Skip to main content
It looks like you're using Internet Explorer 11 or older. This website works best with modern browsers such as the latest versions of Chrome, Firefox, Safari, and Edge. If you continue with this browser, you may see unexpected results.

Today's hours:

See all library hours »

  • Ask a Librarian
  • FAQ

Fall 2020 concert Series

4 live-streamed faculty recitals, a pre-recorded performance by the VC Orchestra Strings and the Service of Lessons & Carols -Virtually!

Things My Students Play. Sunday, November 15 at 1pm, Anna Polonsky, piano.

This hour-long recital will feature selections inspired by the repertoire of Ms. Polonsky’s students, including Schumann, Mozart, and others.

 

SECOND CHANCE VIEWING

Saturday, December 12 at 8pm - Anna Polonsky, piano.

Learn more

Polonsky, Anna.

Anna Polonsky is widely in demand as a soloist and chamber musician. She has appeared with the Moscow Virtuosi, the Buffalo Philharmonic, the Columbus Symphony Orchestra, the Memphis Symphony, the Chamber Orchestra of Philadelphia, the St. Luke’s Chamber Ensemble, and many others. Ms. Polonsky has collaborated with the Guarneri, Orion, Daedalus, and Shanghai Quartets, and with such musicians as Mitsuko Uchida, Yo-Yo Ma, David Shifrin, Richard Goode, Emanuel Ax, Arnold Steinhardt, Peter Wiley, and Jaime Laredo. She is regularly invited to perform chamber music at festivals such as Marlboro, Chamber Music Northwest, Seattle, Music@Menlo, Cartagena (Colombia), and Bard. A frequent guest at the Chamber Music Society of Lincoln Center, she was a member of the Chamber Music Society Two during 2002-2004. Ms. Polonsky has given concerts in the Amsterdam Concertgebouw, the Vienna Konzerthaus, the Alice Tully Hall, and Carnegie Hall’s Stern, Weill, and Zankel Halls, and has toured extensively throughout the United States, Europe, and Asia.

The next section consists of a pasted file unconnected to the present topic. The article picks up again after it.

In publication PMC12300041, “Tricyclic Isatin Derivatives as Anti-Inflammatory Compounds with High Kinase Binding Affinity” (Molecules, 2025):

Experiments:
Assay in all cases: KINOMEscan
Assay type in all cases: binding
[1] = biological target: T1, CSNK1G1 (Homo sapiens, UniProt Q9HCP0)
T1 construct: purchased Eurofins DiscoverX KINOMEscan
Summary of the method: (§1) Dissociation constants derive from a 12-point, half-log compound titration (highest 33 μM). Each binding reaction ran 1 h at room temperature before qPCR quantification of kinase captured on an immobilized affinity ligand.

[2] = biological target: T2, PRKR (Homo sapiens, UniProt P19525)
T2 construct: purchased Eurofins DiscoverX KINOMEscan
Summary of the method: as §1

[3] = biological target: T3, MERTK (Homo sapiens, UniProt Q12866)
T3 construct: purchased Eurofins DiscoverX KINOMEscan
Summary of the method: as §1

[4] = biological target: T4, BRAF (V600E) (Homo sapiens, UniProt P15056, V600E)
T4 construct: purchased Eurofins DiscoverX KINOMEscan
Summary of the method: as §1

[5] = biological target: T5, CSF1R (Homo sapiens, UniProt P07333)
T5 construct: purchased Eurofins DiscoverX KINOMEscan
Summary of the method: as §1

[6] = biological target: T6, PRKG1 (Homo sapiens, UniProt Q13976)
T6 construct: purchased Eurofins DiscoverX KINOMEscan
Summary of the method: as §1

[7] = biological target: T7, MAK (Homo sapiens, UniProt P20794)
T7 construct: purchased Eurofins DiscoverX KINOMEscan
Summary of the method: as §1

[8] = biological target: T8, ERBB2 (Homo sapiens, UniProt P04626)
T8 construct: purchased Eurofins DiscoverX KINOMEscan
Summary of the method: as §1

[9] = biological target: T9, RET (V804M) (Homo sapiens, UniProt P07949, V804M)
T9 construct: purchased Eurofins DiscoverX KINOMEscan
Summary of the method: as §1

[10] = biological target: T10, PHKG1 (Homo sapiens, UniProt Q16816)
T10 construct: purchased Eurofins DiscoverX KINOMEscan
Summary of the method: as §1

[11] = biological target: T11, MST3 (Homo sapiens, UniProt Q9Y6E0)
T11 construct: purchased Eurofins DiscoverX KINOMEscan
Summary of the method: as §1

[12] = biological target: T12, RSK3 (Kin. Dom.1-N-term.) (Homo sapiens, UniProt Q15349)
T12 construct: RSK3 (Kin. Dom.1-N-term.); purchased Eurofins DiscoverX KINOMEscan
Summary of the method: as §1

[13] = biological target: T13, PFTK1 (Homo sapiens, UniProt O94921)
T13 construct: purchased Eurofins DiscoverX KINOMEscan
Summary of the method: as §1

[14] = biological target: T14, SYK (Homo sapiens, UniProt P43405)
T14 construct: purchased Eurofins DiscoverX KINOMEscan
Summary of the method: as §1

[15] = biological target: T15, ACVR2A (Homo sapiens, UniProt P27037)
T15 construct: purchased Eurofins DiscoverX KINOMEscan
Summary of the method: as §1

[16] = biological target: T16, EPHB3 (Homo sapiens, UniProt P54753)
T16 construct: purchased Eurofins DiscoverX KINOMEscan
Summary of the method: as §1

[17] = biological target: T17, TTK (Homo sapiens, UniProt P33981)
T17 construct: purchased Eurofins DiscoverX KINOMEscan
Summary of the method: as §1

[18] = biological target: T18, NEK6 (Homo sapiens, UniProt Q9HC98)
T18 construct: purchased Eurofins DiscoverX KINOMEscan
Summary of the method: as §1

Source: https://www.vassar.edu/faculty/anpolonsky/. Accessed 11/3/20.

Schumann, Robert (b. Zwickau, 1810; d. Endenich, 1856)

                                                   German composer and critic. He studied law in Leipzig and Heidelberg, but his main passions were music and literature. 

German composer, pianist, conductor, and critic. Studied law at Leipzig and Heidelberg Univs., but main interests were music and Romantic literature, e.g. Jean‐Paul Richter. In 1828 met Clara Wieck, to whose father Friedrich he went for pf lessons in 1829, lodging with him and beginning to compose. In 1832 permanently injured hand by device he had invented to keep 4th finger immobile while practising. Was already contributing music criticism to Ger. papers and in 1831 called attention to Chopin's genius. Depressed by music situation in Ger., founded ‘David Club’ in 1834 to fight artistic philistines, and periodical Neue Zeitschrift für Musik, which he ed. for 10 years. In writings and comps., gave himself dual personality: Florestan for his impetuous self and Eusebius for his contemplative side. In 1838 visited Vienna and discovered MS of Schubert's ‘Great’ C major sym., which he sent to Mendelssohn. Married Clara Wieck 1840 after long opposition from her father, this being followed by outpouring of songs and song‐cycles. In 1841 concentrated on syms., in 1842 on chbr music, and in 1843 choral works. Taught comp. at Leipzig Cons. Toured Russia with Clara, 1844. On return had severe attack of depression. Moved to Dresden in search of quiet, living there until 1850. In 1846 Clara gave f.p. of his pf conc. and Mendelssohn cond. f.p. of 2nd Sym. In 1850 moved to Düsseldorf in hope of earning more by conducting, but was not a success. Met 20‐year‐old Brahms in 1853, acclaiming him in article ‘New Paths’. The next year his mental health failed and he threw himself into Rhine, but was saved and taken to private asylum where he lived another 2 years.